Attempts to stabilise the stricken vessel, which ran aground on July 25 but only started leaking oil this week, and pump 4,000 tonnes of fuel from its hold have failed, and local authorities fear rough seas could further rupture the tanker.

Volunteers line the beaches, many smeared head-to-toe in black sludge, in a desperate attempt to hold back the oily tide

Volunteers line the beaches, many smeared head-to-toe in black sludge, in a desperate attempt to hold back the oily tide

Volunteers line the beaches, many smeared head-to-toe in black sludge, in a desperate attempt to hold back the oily tide

Thick muck has spilled into unspoiled marine habitats and white-sand beaches, causing what experts say is irreparable damage

Thick muck has spilled into unspoiled marine habitats and white-sand beaches, causing what experts say is irreparable damage

Thick muck has spilled into unspoiled marine habitats and white-sand beaches, causing what experts say is irreparable damage

An aerial photograph shows the MV Wakashio, a Japanese owned Panama-flagged bulk carrier ship leaking oil after it ran aground on a coral reef off the southeast coast of Mauritius on July 25

An aerial photograph shows the MV Wakashio, a Japanese owned Panama-flagged bulk carrier ship leaking oil after it ran aground on a coral reef off the southeast coast of Mauritius on July 25

An aerial photograph shows the MV Wakashio, a Japanese owned Panama-flagged bulk carrier ship leaking oil after it ran aground on a coral reef off the southeast coast of Mauritius on July 25

Japan said Sunday it would send a six-member expert team to assist, joining France which dispatched a naval vessel and military aircraft from nearby Reunion Island after Mauritius issued an appeal for international help.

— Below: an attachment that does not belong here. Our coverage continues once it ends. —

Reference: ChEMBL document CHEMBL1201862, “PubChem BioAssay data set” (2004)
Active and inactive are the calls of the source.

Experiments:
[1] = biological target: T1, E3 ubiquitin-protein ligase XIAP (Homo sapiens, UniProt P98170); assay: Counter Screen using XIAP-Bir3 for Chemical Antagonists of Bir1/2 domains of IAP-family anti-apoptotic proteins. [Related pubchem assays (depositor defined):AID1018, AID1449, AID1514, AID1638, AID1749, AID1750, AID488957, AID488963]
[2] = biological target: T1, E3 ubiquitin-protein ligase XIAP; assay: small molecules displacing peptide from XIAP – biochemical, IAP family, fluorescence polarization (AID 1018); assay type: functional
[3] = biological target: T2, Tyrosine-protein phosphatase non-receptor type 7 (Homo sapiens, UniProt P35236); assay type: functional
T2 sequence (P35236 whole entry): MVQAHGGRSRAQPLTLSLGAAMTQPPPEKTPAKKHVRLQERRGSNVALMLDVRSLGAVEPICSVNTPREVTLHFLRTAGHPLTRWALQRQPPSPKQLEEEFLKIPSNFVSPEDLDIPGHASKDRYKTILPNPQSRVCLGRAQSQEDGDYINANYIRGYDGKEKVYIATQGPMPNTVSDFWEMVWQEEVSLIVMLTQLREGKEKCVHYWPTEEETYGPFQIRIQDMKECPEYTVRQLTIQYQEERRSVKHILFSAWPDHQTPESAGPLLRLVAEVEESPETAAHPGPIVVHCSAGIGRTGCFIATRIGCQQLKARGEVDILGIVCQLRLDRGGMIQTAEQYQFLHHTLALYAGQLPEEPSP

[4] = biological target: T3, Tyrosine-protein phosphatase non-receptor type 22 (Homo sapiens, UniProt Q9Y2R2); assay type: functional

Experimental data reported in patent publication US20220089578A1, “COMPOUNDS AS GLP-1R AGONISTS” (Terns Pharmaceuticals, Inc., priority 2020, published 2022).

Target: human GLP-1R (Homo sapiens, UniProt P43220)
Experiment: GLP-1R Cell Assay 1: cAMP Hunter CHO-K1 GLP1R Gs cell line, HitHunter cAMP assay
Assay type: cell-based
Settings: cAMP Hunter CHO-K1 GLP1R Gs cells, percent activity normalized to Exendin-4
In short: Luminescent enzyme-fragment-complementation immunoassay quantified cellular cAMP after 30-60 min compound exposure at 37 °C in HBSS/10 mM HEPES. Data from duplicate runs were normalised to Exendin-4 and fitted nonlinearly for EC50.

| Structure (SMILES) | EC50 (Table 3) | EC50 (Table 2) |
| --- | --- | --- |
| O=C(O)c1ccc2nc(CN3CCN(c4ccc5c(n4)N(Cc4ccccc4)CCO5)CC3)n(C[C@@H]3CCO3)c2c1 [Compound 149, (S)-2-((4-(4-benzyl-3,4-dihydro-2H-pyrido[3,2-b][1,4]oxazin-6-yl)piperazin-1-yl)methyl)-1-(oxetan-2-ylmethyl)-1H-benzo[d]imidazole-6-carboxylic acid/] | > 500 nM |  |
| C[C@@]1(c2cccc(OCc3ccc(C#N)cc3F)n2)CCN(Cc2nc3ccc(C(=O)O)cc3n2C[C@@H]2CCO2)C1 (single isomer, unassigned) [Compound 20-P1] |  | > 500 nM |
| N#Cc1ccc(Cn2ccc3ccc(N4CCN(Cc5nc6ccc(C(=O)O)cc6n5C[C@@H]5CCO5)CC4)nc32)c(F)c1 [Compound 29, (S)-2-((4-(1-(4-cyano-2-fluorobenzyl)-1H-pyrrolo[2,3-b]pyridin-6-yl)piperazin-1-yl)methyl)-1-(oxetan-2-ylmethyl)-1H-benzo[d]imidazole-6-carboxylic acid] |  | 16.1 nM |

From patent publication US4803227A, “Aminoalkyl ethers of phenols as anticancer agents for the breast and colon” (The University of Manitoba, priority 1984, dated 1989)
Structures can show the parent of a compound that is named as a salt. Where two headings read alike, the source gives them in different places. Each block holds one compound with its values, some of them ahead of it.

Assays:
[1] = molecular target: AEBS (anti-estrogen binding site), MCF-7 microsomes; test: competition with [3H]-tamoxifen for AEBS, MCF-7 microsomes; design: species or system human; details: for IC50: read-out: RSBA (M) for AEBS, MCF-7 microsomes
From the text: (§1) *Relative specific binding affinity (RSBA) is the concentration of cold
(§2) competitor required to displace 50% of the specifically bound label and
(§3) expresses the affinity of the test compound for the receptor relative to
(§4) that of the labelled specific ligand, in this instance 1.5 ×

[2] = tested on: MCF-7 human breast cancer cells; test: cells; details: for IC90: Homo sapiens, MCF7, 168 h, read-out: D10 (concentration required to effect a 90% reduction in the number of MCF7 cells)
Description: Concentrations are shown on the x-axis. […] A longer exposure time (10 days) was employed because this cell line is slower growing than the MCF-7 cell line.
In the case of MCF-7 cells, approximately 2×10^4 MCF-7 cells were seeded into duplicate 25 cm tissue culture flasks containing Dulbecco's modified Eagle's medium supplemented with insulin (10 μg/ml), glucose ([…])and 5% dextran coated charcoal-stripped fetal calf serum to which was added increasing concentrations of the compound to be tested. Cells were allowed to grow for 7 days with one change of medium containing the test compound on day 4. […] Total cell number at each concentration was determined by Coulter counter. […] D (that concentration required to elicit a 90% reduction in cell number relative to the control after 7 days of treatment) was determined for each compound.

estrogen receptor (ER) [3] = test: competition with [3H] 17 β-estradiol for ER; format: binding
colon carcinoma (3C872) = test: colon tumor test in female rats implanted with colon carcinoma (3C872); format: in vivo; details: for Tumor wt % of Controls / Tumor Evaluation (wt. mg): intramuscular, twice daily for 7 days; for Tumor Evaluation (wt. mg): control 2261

Thousands of volunteers, many smeared head-to-toe in black sludge, are marshalling along the coastline, stringing together miles of improvised floating barriers made of straw in a desperate attempt to hold back the oily tide.

Mitsui OSK Lines, which operates the vessel owned by another Japanese company, said Sunday that 1,000 tonnes of fuel oil had escaped so far.

‘We are terribly sorry,’ the shipping firm’s vice president, Akihiko Ono, told reporters in Tokyo, promising to ‘make all-out efforts to resolve the case’.

But conservationists say the damage could already be done.

Aerial images show the enormous scale of the disaster, with huge stretches of azure seas around the marooned cargo ship stained a deep inky black, and the region’s fabled lagoons and inlets clouded over. 

Around 1,000 tons of oil have already been spilt into the Indian Ocean prompting the government in Mauritius to declare an unprecedented environmental emergency

Around 1,000 tons of oil have already been spilt into the Indian Ocean prompting the government in Mauritius to declare an unprecedented environmental emergency

Around 1,000 tons of oil have already been spilt into the Indian Ocean prompting the government in Mauritius to declare an unprecedented environmental emergency

Volunteers clean up oil washing up on the beach as they try to contain the oil slick. Anxious residents are making floating barriers of straw in an attempt to contain and absorb the oil

Volunteers clean up oil washing up on the beach as they try to contain the oil slick. Anxious residents are making floating barriers of straw in an attempt to contain and absorb the oil

Volunteers clean up oil washing up on the beach as they try to contain the oil slick. Anxious residents are making floating barriers of straw in an attempt to contain and absorb the oil

Thick muck has inundated unspoiled marine habitats and white-sand beaches, causing what experts say is irreparable damage to the fragile coastal ecosystem upon which Mauritius and its economy relies. 

Pressure is mounting on the government to explain why more wasn’t done in the two weeks since the bulker ran aground.